Slip and Fall

Slip and Fall

What is it?

Slip and falls occur when someone sustains an injury on public or private property due to unsafe premises. Slip and falls are a common type of personal injury and can happen anywhere to anyone. If someone experiences a personal injury from a slip and fall, they may be eligible to make a case against a liable party to receive compensation. The first thing you should do is reach out to a professional that specializes in personal injury cases like Rob Levine & Associates. Rob Levine & Associates will ensure your case is being carefully handled while they communicate the process to you every step of the way.

When establishing a slip and fall case, there are three main factors. The hazard, the physical injury, and the liable party. The trip hazard is the actual object or hazard that caused the victim to fall and sustain injuries.  The physical injury describes the trauma to the body from the slip and fall. Lastly, someone must take responsibility for the incident that occurred.

Trip hazards

Trip hazards come in many forms, but the most common trip hazards are often invisible to the eye. The National Standards for the Physical Inspection of Real Estate defines a trip hazard as a “Hazard caused by an abrupt change in vertical elevation or horizontal separation on any walking surface” (2021).  A slip and fall commonly is initiated by a trip hazard but is not limited to just a trip hazard. Slip and falls can happen from slipping on a substance that breaks an individual’s stability to the ground.  We see frequent cases of individuals falling and sustaining injuries when there is a lack of safety standards at play. Accidents happen all the time, to decipher between a clumsy accident and a slip and fall case, there are standards set to qualify a proper trip hazard. The trip hazard must be something that could have been remedied with proper maintenance to the property or cautionary signs.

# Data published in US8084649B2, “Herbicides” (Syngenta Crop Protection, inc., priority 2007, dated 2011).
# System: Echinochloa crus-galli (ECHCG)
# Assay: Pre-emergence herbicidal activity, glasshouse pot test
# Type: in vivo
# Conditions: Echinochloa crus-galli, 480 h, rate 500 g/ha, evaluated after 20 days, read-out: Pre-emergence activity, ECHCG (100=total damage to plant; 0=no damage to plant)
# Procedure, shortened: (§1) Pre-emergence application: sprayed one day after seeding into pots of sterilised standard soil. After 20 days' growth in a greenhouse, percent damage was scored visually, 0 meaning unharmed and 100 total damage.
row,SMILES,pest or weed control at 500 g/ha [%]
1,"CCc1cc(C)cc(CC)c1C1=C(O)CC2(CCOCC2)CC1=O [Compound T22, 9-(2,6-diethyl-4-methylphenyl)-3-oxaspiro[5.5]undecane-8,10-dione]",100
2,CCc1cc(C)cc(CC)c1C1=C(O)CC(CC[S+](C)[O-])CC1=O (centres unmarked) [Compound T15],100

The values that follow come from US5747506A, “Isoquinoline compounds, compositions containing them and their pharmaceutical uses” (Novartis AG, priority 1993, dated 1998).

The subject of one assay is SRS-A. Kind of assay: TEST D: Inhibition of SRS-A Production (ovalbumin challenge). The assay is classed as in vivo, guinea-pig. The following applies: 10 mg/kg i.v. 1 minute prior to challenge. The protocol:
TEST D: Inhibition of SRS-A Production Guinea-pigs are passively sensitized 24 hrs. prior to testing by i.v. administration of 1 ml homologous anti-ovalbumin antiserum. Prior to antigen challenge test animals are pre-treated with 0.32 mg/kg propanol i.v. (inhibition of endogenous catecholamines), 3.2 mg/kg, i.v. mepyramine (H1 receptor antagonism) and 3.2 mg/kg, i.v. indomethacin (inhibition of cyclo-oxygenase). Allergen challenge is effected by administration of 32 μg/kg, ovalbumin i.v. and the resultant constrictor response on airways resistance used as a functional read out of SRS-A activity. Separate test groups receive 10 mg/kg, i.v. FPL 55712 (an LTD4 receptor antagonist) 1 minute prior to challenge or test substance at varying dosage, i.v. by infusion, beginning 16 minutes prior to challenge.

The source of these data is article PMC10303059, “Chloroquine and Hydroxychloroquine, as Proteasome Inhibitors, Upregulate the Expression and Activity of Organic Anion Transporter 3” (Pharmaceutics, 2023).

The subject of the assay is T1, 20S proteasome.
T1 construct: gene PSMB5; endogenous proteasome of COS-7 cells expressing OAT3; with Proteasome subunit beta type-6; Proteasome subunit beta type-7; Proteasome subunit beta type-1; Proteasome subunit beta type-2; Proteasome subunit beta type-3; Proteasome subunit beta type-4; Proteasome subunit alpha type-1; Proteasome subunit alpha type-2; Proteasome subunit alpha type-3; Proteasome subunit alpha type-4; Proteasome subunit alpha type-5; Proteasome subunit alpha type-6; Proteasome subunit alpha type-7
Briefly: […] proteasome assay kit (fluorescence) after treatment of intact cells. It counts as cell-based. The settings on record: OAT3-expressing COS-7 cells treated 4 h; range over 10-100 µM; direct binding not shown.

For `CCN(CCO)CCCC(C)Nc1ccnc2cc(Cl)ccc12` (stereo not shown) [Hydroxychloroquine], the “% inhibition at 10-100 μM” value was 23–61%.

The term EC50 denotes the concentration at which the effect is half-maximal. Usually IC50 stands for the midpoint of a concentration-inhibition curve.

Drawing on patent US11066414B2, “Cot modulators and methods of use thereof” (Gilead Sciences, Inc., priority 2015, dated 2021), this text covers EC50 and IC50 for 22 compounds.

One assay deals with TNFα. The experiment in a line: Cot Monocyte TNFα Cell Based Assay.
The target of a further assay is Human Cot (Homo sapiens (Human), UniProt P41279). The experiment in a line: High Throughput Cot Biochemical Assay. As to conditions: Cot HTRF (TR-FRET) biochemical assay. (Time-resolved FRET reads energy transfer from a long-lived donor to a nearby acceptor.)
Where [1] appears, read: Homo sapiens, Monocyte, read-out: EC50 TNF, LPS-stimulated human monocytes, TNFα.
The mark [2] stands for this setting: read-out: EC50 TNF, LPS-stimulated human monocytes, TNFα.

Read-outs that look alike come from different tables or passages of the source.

Examples of these hazards include but are not limited to:

  • Spills
  • Potholes
  • Cluttered walkways
  • Ice and snow
  • Poor lighting

If any of these hazards are present on a property, the owner can be held liable for the negligence of safety if someone is injured.

Physical Injuries

 As soon as you are affected by a slip and fall you must notify the owner. Depending on the hazard there are various injuries associated with a slip and fall accident. Noted injuries include sprains, fractures, abrasions, bruises, and strains. If the fall is intense, victims can sustain broken hips and head injuries that can leave a lasting impact on their physical condition. If the victim is injured to any degree, they are entitled to treatment at the hands of the liable party. The physical injuries, like the trip hazard, work as evidence against the liable parties. The intensity of the injury can tell attorneys a lot about the unsafe conditions on the property and how much compensation the victim might have the right to. The victim’s medical records must be analyzed by an attorney to determine treatment costs.  These costs will be included in the overall settlement costs.